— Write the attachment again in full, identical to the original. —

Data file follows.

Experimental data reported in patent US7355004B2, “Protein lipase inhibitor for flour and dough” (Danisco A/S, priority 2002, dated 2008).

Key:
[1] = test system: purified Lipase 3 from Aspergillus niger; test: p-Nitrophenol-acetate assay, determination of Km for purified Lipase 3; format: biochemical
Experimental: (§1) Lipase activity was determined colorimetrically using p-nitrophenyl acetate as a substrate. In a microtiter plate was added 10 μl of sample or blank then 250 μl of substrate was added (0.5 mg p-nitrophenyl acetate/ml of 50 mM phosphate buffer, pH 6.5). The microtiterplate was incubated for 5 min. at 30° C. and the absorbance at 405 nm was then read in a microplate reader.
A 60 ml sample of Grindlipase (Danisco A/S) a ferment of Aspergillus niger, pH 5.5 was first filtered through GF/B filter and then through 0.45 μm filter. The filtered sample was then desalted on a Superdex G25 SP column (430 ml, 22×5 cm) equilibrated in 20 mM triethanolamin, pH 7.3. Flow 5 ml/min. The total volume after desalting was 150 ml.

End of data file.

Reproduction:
Experimental data reported in patent US7355004B2, “Protein lipase inhibitor for flour and dough” (Danisco A/S, priority 2002, dated 2008).

Key:
[1] = test system: purified Lipase 3 from Aspergillus niger; test: p-Nitrophenol-acetate assay, determination of Km for purified Lipase 3; format: biochemical
Experimental: (§1) Lipase activity was determined colorimetrically using p-nitrophenyl acetate as a substrate. In a microtiter plate was added 10 μl of sample or blank then 250 μl of substrate was added (0.5 mg p-nitrophenyl acetate/ml of 50 mM phosphate buffer, pH 6.5). The microtiterplate was incubated for 5 min. at 30° C. and the absorbance at 405 nm was then read in a microplate reader.
A 60 ml sample of Grindlipase (Danisco A/S) a ferment of Aspergillus niger, pH 5.5 was first filtered through GF/B filter and then through 0.45 μm filter. The filtered sample was then desalted on a Superdex G25 SP column (430 ml, 22×5 cm) equilibrated in 20 mM triethanolamin, pH 7.3. Flow 5 ml/min. The total volume after desalting was 150 ml.